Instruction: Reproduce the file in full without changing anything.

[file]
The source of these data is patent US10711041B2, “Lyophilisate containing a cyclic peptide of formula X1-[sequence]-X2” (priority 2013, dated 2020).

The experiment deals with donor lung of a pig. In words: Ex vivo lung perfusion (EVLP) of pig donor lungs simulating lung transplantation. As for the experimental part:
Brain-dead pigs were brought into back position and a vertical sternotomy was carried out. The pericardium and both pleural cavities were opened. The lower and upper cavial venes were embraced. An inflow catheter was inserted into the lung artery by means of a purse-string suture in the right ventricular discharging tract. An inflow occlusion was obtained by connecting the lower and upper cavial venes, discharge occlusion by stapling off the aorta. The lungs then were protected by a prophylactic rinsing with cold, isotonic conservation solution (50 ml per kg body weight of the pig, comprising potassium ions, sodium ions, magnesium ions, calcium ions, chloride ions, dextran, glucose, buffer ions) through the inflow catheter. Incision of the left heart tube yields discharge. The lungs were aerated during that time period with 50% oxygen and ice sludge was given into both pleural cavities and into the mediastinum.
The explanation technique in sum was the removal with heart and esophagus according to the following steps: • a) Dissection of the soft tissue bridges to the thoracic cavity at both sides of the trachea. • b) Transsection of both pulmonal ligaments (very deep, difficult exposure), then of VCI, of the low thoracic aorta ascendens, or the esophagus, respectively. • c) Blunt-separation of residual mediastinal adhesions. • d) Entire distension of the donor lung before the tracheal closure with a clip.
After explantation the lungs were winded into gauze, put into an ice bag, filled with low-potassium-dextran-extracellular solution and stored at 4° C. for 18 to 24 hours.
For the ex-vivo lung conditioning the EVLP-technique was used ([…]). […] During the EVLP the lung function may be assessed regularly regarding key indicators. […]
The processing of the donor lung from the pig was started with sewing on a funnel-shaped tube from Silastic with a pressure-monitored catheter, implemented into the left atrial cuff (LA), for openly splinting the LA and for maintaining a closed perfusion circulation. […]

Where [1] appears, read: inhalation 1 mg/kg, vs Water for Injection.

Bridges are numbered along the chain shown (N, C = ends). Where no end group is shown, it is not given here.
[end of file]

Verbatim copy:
The source of these data is patent US10711041B2, “Lyophilisate containing a cyclic peptide of formula X1-[sequence]-X2” (priority 2013, dated 2020).

The experiment deals with donor lung of a pig. In words: Ex vivo lung perfusion (EVLP) of pig donor lungs simulating lung transplantation. As for the experimental part:
Brain-dead pigs were brought into back position and a vertical sternotomy was carried out. The pericardium and both pleural cavities were opened. The lower and upper cavial venes were embraced. An inflow catheter was inserted into the lung artery by means of a purse-string suture in the right ventricular discharging tract. An inflow occlusion was obtained by connecting the lower and upper cavial venes, discharge occlusion by stapling off the aorta. The lungs then were protected by a prophylactic rinsing with cold, isotonic conservation solution (50 ml per kg body weight of the pig, comprising potassium ions, sodium ions, magnesium ions, calcium ions, chloride ions, dextran, glucose, buffer ions) through the inflow catheter. Incision of the left heart tube yields discharge. The lungs were aerated during that time period with 50% oxygen and ice sludge was given into both pleural cavities and into the mediastinum.
The explanation technique in sum was the removal with heart and esophagus according to the following steps: • a) Dissection of the soft tissue bridges to the thoracic cavity at both sides of the trachea. • b) Transsection of both pulmonal ligaments (very deep, difficult exposure), then of VCI, of the low thoracic aorta ascendens, or the esophagus, respectively. • c) Blunt-separation of residual mediastinal adhesions. • d) Entire distension of the donor lung before the tracheal closure with a clip.
After explantation the lungs were winded into gauze, put into an ice bag, filled with low-potassium-dextran-extracellular solution and stored at 4° C. for 18 to 24 hours.
For the ex-vivo lung conditioning the EVLP-technique was used ([…]). […] During the EVLP the lung function may be assessed regularly regarding key indicators. […]
The processing of the donor lung from the pig was started with sewing on a funnel-shaped tube from Silastic with a pressure-monitored catheter, implemented into the left atrial cuff (LA), for openly splinting the LA and for maintaining a closed perfusion circulation. […]

Where [1] appears, read: inhalation 1 mg/kg, vs Water for Injection.

Bridges are numbered along the chain shown (N, C = ends). Where no end group is shown, it is not given here.